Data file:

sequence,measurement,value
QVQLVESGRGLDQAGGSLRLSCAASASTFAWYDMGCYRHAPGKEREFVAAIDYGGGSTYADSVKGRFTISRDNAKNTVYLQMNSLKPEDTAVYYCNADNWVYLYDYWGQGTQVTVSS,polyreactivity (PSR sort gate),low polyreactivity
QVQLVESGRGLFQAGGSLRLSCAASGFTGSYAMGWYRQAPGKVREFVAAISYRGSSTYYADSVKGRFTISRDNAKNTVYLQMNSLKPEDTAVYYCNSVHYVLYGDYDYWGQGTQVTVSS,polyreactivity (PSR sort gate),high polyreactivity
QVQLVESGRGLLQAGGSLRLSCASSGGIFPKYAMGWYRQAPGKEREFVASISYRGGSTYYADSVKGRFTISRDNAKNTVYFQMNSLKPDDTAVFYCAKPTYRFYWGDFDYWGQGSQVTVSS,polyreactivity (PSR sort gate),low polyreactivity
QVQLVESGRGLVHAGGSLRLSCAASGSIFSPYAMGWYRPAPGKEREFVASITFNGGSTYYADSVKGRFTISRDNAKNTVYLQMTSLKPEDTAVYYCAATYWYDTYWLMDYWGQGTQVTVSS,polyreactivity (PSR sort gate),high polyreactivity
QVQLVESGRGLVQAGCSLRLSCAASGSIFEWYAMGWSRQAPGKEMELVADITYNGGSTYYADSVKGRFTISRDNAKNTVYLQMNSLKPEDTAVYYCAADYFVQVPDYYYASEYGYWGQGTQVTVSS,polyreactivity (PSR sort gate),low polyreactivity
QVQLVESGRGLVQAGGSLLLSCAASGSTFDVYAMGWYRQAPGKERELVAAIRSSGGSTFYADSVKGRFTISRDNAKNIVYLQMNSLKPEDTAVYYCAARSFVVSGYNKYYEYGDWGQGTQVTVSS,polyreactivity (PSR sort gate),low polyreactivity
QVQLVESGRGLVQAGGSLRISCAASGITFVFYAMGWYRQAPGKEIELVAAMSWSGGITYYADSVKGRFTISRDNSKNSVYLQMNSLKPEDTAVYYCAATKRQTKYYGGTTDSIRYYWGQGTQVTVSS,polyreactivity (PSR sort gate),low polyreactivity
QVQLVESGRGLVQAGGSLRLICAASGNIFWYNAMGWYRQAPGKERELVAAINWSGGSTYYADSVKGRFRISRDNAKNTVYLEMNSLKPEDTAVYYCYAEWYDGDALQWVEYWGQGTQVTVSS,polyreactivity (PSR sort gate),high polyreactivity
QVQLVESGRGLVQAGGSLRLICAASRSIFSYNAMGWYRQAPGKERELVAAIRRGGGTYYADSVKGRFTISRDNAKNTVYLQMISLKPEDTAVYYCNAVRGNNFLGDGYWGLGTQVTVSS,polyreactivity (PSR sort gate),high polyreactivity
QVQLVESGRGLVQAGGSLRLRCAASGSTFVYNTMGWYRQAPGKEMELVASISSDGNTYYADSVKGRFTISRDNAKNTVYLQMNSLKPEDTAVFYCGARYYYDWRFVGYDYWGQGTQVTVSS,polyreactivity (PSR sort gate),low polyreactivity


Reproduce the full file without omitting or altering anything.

sequence,measurement,value
QVQLVESGRGLDQAGGSLRLSCAASASTFAWYDMGCYRHAPGKEREFVAAIDYGGGSTYADSVKGRFTISRDNAKNTVYLQMNSLKPEDTAVYYCNADNWVYLYDYWGQGTQVTVSS,polyreactivity (PSR sort gate),low polyreactivity
QVQLVESGRGLFQAGGSLRLSCAASGFTGSYAMGWYRQAPGKVREFVAAISYRGSSTYYADSVKGRFTISRDNAKNTVYLQMNSLKPEDTAVYYCNSVHYVLYGDYDYWGQGTQVTVSS,polyreactivity (PSR sort gate),high polyreactivity
QVQLVESGRGLLQAGGSLRLSCASSGGIFPKYAMGWYRQAPGKEREFVASISYRGGSTYYADSVKGRFTISRDNAKNTVYFQMNSLKPDDTAVFYCAKPTYRFYWGDFDYWGQGSQVTVSS,polyreactivity (PSR sort gate),low polyreactivity
QVQLVESGRGLVHAGGSLRLSCAASGSIFSPYAMGWYRPAPGKEREFVASITFNGGSTYYADSVKGRFTISRDNAKNTVYLQMTSLKPEDTAVYYCAATYWYDTYWLMDYWGQGTQVTVSS,polyreactivity (PSR sort gate),high polyreactivity
QVQLVESGRGLVQAGCSLRLSCAASGSIFEWYAMGWSRQAPGKEMELVADITYNGGSTYYADSVKGRFTISRDNAKNTVYLQMNSLKPEDTAVYYCAADYFVQVPDYYYASEYGYWGQGTQVTVSS,polyreactivity (PSR sort gate),low polyreactivity
QVQLVESGRGLVQAGGSLLLSCAASGSTFDVYAMGWYRQAPGKERELVAAIRSSGGSTFYADSVKGRFTISRDNAKNIVYLQMNSLKPEDTAVYYCAARSFVVSGYNKYYEYGDWGQGTQVTVSS,polyreactivity (PSR sort gate),low polyreactivity
QVQLVESGRGLVQAGGSLRISCAASGITFVFYAMGWYRQAPGKEIELVAAMSWSGGITYYADSVKGRFTISRDNSKNSVYLQMNSLKPEDTAVYYCAATKRQTKYYGGTTDSIRYYWGQGTQVTVSS,polyreactivity (PSR sort gate),low polyreactivity
QVQLVESGRGLVQAGGSLRLICAASGNIFWYNAMGWYRQAPGKERELVAAINWSGGSTYYADSVKGRFRISRDNAKNTVYLEMNSLKPEDTAVYYCYAEWYDGDALQWVEYWGQGTQVTVSS,polyreactivity (PSR sort gate),high polyreactivity
QVQLVESGRGLVQAGGSLRLICAASRSIFSYNAMGWYRQAPGKERELVAAIRRGGGTYYADSVKGRFTISRDNAKNTVYLQMISLKPEDTAVYYCNAVRGNNFLGDGYWGLGTQVTVSS,polyreactivity (PSR sort gate),high polyreactivity
QVQLVESGRGLVQAGGSLRLRCAASGSTFVYNTMGWYRQAPGKEMELVASISSDGNTYYADSVKGRFTISRDNAKNTVYLQMNSLKPEDTAVFYCGARYYYDWRFVGYDYWGQGTQVTVSS,polyreactivity (PSR sort gate),low polyreactivity